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Durham University

Department of Physics

Staff profile

Publication details for Prof David Alexander

Simpson, J.M., Swinbank, A.M., Smail, I., Alexander, D.M., Brandt, W.N., Bertoldi, F., Chapman, S.C., Coppin, K.E.K., Danielson, A.L.R., Dannerbauer, H., De Breuck, C., Da Cunha, E., Greve, T.R., Hodge, J.A., Ivison, R.J., Karim, A., Knudsen, K.K., Poggianti, B.M., Thomson, A.P., Schinnerer, E., Walter, F., Wardlow, J.L., Weiss, A. & van der Werf, P.P. (2014). An ALMA Survey of Submillimeter Galaxies in the Extended Chandra Deep Field South: The Redshift Distribution and Evolution of Submillimeter Galaxies. The Astrophysical Journal 788(2): 125.

Author(s) from Durham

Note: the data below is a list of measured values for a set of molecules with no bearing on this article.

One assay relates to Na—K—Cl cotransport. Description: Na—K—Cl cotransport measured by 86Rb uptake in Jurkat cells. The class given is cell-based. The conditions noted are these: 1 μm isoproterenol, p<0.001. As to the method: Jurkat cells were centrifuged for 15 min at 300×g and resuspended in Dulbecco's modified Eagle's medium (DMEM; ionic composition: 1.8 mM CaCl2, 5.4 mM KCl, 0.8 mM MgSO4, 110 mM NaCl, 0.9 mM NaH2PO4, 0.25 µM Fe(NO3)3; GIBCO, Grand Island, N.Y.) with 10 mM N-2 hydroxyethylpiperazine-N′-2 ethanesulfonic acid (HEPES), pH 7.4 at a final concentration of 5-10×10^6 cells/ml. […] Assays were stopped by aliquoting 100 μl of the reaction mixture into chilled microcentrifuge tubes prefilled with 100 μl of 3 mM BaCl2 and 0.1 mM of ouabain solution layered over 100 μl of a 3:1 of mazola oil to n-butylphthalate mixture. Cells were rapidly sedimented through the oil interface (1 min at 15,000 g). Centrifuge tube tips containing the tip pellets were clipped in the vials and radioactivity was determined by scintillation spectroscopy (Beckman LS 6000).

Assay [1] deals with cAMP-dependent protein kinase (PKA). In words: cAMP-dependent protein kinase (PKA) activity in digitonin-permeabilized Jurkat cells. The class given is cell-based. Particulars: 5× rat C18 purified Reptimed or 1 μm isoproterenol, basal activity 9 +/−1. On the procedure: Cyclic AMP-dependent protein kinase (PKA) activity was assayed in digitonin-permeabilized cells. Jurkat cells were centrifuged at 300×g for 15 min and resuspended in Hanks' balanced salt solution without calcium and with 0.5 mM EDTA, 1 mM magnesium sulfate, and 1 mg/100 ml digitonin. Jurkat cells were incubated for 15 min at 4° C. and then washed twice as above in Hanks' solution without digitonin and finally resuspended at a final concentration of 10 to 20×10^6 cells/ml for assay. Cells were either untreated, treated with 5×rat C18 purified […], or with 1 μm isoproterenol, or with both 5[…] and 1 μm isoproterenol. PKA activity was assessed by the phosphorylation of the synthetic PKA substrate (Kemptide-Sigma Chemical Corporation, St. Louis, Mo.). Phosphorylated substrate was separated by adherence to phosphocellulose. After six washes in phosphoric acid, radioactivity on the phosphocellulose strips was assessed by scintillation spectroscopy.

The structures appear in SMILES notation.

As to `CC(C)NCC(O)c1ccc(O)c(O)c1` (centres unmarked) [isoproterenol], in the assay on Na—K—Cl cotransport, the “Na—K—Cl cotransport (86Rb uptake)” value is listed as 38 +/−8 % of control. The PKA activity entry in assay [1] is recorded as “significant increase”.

We present the first photometric redshift distribution for a large sample of 870 μm submillimeter galaxies (SMGs) with robust identifications based on observations with ALMA. In our analysis we consider 96 SMGs in the Extended Chandra Deep Field South, 77 of which have 4-19 band photometry. We model the SEDs for these 77 SMGs, deriving a median photometric redshift of z phot = 2.3 ± 0.1. The remaining 19 SMGs have insufficient photometry to derive photometric redshifts, but a stacking analysis of Herschel observations confirms they are not spurious. Assuming that these SMGs have an absolute H-band magnitude distribution comparable to that of a complete sample of z ~ 1-2 SMGs, we demonstrate that they lie at slightly higher redshifts, raising the median redshift for SMGs to z phot = 2.5 ± 0.2. Critically we show that the proportion of galaxies undergoing an SMG-like phase at z ≥ 3 is at most 35% ± 5% of the total population. We derive a median stellar mass of M sstarf = (8 ± 1) × 1010 M ☉, although there are systematic uncertainties of up to 5 × for individual sources. Assuming that the star formation activity in SMGs has a timescale of ~100 Myr, we show that their descendants at z ~ 0 would have a space density and MH distribution that are in good agreement with those of local ellipticals. In addition, the inferred mass-weighted ages of the local ellipticals broadly agree with the look-back times of the SMG events. Taken together, these results are consistent with a simple model that identifies SMGs as events that form most of the stars seen in the majority of luminous elliptical galaxies at the present day.